When facing any health issue, it is essential to advocate for yourself, but it becomes even more crucial when the diagnosis is HER2-positive breast cancer (Human Epidermal Growth Factor Receptor 2).
On March 27, 2006, Janet Shomaker discovered a lump in her breast. A few weeks later, she was diagnosed with invasive ductal carcinoma. She also learned that the cancer was HER2-positive, meaning it contained a protein that promotes the growth of cancer cells, making it more aggressive than other types of cancer.
At the time, Shomaker was 44 years old, a mother of two young children, and a co-founder of a national research company. In those initial days filled with shock, she was encouraged by a close friend and cancer survivor to be „responsibly selfish“ – a concept she would come to understand in the following months.
„I had the personality of being able to handle most things alone and not needing help,“ she says. „Responsible selfishness meant taking control of my treatment plan while allowing friends and family to care for me and my family.“
Shomaker believes that her responsible selfishness helped her receive the best possible medical care. Here, cancer experts reveal five crucial ways you can take action and advocate for yourself when diagnosed with HER2-positive breast cancer.
Learn from trusted sources
Once you have overcome the initial shock of the diagnosis, it can be helpful to learn as much as possible about your specific cancer and its treatment. Just be sure to access credible sources.
„Instead of Googling HER2-positive and getting into a rabbit hole, your first source of information should be your doctor,“ says William J. Gradishar, MD, FASCO, FACP, at the Robert H. Lurie Comprehensive Cancer Center of Northwestern University and chairman of the NCCN Guidelines Panel for Breast Cancer. „Your healthcare team can direct you to further reading sources.“
If the research becomes overwhelming, ask a family member or friend to help go through the information as you prepare for upcoming appointments.
Prepare questions for each appointment – and ask them
Susan Brown, MS, RN, is Senior Director, Education & Patient Support, Susan G. Komen Foundation. She advises women newly diagnosed to do their homework and then compile a list of questions for their doctors. Depending on where you are in your diagnosis or treatment journey, these questions may include:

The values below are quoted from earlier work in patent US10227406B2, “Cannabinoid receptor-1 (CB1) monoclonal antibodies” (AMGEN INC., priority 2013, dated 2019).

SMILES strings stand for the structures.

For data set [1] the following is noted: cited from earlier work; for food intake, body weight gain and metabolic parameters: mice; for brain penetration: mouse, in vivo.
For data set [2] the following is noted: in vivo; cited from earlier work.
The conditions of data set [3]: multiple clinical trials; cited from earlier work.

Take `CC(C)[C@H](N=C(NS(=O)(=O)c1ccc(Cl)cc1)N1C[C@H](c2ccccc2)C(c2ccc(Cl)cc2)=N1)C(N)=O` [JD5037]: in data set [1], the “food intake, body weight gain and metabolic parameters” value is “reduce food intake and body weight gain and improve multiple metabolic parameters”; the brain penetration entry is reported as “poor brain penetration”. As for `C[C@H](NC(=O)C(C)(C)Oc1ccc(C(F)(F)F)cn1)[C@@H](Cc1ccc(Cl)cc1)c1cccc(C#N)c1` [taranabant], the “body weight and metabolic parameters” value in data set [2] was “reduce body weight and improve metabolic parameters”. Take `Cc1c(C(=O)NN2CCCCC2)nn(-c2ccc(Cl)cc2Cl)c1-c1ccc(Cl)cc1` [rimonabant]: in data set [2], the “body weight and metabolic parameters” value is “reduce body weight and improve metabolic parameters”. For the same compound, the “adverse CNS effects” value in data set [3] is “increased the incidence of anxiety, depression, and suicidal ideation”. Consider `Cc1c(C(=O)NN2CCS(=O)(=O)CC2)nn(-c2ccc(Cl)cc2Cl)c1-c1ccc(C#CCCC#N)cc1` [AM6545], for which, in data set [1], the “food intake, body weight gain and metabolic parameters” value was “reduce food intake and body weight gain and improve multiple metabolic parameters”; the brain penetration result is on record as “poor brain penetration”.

- What is my specific diagnosis?
- What tests have been performed?
//… List of questions continued
Bring a second set of ears
If you have questions, you may feel prepared for your doctor’s appointment, but don’t go alone. „Seek an advocate to help you ask questions,“ says Brown. „This person should accompany you to doctor’s appointments, take notes, and ask questions you may forget. You can also ask your doctor if you can record your conversation.“
Brown suggests designating one or more advocates in your medical record by signing a HIPAA release or emergency contact form. This allows your healthcare team permission to speak with individuals listed about your condition and treatment.
Share your treatment preferences
It can be particularly important to bring a second set of ears when you have your first appointment with your oncologist. Due to recent advances in HER2-positive treatment, there are numerous tailored therapies to consider.
It is recommended to start some therapies before surgery, depending on whether you suffer from early-stage or advanced HER2-positive breast cancer. Your oncologist will discuss your options with you, but ultimately, you have to advocate for your treatment preferences.
Seek a second opinion
Although your treatment team will guide you along your journey with HER2-positive breast cancer, you always have the responsibility. „You can hire and fire,“ says Brown. „You can seek a second opinion to confirm your diagnosis or present an alternative viewpoint. Or you can opt for a meeting with a different doctor who is a better fit for you.“
For example, if you’re a transgender woman, you may feel more comfortable with doctors who cater to your specific needs. The National LGBT Cancer Network offers a directory of cancer facilities that welcome transgender patients.
If you want to seek a second opinion, your insurance can provide you with preferred doctors in your area. You can also obtain a second opinion from another pathologist, and some facilities even offer virtual second opinions by reading the pathology.
For Shomaker, research, the request of friends and family to accompany her to appointments, and a constant willingness to ask tough questions helped her find the best possible treatment for her HER2-positive breast cancer.
Now, over 16 years after her HER2-positive breast cancer diagnosis, she continues to advocate for herself and others by sharing the advice that guided her. „The diagnosis of HER2-positive breast cancer can be overwhelming and frightening,“ says Shomaker. „Advocating for yourself gives strength and can change the outcome of your treatment.“